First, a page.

Weed Specie Composition and Diversity as Influenced by Poultry Manure Rates and Weeding Frequency in Okra
Adeyemi, O. R; Olaogun, O; Adigun, J. A; Adejuyigbe, C. O

Yield losses in okra are often aggravated by the soil fertility status, weed types and degree of infestation on the field. Field trials were conducted during the early and late wet seasons of 2012 to investigate the influence of poultry manure rates and weeding regime on weed species composition and weed species diversity in okra. The experiment was arranged in a split- plot fitted into a Randomized Complete Block Design with three replicates. The main plot consisted of five poultry manure rates (0, 5, 10 and 15 t ha-1) while the sub plots were five weeding regimes namely: weedy check, weeding at 3 weeks after sowing (WAS); weeding at 3 and 6 WAS; weeding at 3, 5 and 7 WAS and weeding at 3, 6 and 9 WAS. Data were collected on weed specie composition, growth and yield of okra. Data collected were subjected to ecological analysis and analysis of variance as appropriate and significant treatment means were separated using Duncan Multiple Range test at p <0.05. The result shows that thirteen (13) and seventeen (17) weed species were observed in the early and late wet seasons respectively with broadleaves being the most prevalent. In the early wet season weed species diversity (Shannon index H’) (WDI) were mostly reduced in plots weeded 3, 6 and 9 WAP) while the greatest WDI reduction was recorded in plots weeded 3, 5 and 7 WAP. WDI was greater in late wet season than early wet season. Weed dry weights were negatively and significantly correlated with total fruit yield (r = -0.81 and - 0.90) in both early and late wet season respectively. It is therefore concluded that weed types and intensity could be influenced by manure rates and weeding regimes in okra.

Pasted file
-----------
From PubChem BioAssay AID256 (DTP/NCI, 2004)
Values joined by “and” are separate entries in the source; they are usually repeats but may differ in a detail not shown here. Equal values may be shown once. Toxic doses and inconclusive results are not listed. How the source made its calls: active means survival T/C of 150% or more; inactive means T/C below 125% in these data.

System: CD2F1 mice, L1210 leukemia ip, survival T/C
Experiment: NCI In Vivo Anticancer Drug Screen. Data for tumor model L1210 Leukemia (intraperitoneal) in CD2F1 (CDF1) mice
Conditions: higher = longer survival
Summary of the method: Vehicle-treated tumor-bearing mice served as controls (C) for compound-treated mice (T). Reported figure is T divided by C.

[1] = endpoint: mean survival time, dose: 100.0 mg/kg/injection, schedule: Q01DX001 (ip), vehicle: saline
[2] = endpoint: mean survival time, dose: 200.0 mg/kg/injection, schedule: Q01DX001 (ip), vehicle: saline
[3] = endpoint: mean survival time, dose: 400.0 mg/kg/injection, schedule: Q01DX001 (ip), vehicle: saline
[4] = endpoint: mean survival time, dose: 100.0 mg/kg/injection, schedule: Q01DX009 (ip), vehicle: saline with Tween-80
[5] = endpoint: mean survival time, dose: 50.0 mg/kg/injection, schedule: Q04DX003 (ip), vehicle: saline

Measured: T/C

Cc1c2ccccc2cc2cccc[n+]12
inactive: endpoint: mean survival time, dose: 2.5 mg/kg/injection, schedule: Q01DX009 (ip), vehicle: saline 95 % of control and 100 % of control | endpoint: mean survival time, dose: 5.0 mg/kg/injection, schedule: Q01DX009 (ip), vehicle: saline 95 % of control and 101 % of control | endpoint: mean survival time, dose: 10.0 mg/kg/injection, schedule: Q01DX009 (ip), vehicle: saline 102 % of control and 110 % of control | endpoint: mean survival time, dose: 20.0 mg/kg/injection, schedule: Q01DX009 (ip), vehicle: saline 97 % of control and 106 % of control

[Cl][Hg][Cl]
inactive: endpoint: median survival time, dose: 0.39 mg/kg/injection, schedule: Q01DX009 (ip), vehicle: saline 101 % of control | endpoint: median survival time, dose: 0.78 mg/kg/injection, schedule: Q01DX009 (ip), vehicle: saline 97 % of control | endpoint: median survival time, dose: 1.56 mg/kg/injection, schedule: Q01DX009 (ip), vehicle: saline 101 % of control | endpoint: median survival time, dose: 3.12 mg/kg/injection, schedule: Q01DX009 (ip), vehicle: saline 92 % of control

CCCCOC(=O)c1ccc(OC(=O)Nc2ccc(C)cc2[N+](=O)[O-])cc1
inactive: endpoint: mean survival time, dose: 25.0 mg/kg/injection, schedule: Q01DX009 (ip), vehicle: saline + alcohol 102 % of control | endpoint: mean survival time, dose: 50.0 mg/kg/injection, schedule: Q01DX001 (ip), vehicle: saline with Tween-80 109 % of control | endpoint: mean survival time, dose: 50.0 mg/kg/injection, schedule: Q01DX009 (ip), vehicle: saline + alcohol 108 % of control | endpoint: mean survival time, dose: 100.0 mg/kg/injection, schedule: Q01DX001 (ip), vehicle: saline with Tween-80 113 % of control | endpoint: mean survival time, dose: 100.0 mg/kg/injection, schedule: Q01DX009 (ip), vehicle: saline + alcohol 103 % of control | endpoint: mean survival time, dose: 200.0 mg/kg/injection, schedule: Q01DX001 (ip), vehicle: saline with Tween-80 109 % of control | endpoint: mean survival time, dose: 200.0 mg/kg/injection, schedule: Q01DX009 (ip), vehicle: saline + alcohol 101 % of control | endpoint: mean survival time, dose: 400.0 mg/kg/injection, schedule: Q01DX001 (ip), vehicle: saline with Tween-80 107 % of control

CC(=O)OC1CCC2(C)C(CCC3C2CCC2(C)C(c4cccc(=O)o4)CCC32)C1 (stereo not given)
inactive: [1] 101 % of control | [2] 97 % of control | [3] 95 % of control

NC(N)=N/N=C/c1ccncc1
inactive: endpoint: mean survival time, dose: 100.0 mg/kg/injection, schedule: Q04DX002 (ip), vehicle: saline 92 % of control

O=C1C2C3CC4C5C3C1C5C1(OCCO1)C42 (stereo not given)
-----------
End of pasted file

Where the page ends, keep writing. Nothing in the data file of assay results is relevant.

Full Text: PDF     DOI: 10.15640/jaes.v4n1a28